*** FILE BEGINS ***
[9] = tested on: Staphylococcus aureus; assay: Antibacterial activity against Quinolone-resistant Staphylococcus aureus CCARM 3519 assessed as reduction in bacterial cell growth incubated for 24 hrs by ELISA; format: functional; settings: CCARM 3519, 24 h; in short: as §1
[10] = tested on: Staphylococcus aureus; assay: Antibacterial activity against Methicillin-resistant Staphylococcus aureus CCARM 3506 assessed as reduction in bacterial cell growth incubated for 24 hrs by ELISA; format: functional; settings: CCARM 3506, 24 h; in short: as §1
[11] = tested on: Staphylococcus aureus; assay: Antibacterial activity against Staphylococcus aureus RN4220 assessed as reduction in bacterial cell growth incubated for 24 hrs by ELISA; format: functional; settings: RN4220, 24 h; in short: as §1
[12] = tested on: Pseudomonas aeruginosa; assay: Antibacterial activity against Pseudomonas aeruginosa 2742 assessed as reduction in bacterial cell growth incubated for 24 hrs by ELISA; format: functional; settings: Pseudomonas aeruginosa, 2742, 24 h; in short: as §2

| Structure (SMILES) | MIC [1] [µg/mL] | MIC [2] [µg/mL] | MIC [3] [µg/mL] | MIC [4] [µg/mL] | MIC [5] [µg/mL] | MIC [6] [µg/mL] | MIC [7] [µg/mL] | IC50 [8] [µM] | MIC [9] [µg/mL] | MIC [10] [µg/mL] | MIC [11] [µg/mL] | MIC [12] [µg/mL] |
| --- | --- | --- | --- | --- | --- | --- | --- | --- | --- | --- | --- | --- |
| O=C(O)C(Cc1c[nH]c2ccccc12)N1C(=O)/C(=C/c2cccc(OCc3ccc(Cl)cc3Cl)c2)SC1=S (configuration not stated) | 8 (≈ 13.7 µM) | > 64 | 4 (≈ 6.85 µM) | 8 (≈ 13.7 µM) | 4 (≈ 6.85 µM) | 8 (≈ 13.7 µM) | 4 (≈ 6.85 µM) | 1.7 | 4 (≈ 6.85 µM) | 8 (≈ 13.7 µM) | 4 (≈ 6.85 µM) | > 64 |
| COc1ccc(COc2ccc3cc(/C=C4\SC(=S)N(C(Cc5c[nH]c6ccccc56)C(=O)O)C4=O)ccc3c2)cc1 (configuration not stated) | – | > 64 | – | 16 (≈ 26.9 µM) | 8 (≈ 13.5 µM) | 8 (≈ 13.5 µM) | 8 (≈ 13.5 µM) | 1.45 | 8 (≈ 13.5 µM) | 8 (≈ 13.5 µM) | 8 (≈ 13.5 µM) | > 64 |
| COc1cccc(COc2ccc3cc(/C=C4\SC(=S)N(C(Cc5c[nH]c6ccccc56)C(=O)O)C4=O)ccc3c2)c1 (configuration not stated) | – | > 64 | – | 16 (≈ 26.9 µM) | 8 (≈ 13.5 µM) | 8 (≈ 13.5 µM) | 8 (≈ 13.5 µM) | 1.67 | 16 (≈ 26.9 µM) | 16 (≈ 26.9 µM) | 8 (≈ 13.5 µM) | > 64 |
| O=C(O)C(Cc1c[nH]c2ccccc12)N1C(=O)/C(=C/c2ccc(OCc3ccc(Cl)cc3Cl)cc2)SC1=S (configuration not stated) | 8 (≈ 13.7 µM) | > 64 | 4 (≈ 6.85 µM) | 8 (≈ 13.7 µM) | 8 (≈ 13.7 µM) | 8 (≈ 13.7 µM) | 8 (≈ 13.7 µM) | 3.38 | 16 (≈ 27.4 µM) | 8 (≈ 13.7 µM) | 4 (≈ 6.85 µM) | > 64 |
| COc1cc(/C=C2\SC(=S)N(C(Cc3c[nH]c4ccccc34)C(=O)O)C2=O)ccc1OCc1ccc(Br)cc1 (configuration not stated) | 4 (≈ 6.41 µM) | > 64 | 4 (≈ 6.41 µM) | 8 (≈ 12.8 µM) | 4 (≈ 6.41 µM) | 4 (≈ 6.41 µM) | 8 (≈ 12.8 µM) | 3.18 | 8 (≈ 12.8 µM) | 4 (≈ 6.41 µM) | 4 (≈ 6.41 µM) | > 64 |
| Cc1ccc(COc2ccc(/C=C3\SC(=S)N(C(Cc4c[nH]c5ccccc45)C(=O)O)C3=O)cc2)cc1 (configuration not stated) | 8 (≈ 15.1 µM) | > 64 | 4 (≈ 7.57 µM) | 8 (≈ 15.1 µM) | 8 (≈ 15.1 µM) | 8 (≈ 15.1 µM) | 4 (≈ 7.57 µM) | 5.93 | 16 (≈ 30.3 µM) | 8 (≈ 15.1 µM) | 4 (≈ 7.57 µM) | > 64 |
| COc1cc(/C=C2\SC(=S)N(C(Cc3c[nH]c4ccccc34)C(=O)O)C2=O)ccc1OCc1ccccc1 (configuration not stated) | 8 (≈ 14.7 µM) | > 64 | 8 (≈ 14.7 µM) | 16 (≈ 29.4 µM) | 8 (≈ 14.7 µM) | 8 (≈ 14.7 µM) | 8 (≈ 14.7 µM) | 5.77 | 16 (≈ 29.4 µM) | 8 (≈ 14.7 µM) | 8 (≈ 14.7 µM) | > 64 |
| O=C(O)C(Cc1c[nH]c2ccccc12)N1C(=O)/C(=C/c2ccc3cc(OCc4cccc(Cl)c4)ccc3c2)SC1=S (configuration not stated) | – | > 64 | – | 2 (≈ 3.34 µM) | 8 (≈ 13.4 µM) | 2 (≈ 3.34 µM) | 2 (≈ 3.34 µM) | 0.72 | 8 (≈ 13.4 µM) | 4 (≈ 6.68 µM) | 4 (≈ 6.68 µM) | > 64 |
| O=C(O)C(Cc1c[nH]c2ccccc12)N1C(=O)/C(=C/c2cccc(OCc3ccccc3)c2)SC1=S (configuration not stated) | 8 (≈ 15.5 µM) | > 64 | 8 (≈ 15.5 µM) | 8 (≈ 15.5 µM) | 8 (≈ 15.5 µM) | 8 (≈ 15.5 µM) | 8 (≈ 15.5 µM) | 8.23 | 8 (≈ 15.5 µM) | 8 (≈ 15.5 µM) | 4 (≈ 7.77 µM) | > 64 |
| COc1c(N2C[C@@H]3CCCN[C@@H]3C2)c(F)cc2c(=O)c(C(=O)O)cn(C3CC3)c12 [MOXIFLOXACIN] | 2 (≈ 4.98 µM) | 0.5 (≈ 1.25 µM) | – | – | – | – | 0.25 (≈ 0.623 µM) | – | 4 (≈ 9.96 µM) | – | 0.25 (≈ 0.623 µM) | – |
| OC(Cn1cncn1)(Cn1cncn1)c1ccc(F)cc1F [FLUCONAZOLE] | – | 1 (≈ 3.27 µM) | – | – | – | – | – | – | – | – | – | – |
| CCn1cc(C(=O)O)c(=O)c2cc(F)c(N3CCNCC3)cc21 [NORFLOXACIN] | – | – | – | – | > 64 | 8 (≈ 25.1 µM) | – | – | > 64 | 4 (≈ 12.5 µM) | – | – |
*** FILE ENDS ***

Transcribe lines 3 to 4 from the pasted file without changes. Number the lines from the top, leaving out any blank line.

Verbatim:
[11] = tested on: Staphylococcus aureus; assay: Antibacterial activity against Staphylococcus aureus RN4220 assessed as reduction in bacterial cell growth incubated for 24 hrs by ELISA; format: functional; settings: RN4220, 24 h; in short: as §1
[12] = tested on: Pseudomonas aeruginosa; assay: Antibacterial activity against Pseudomonas aeruginosa 2742 assessed as reduction in bacterial cell growth incubated for 24 hrs by ELISA; format: functional; settings: Pseudomonas aeruginosa, 2742, 24 h; in short: as §2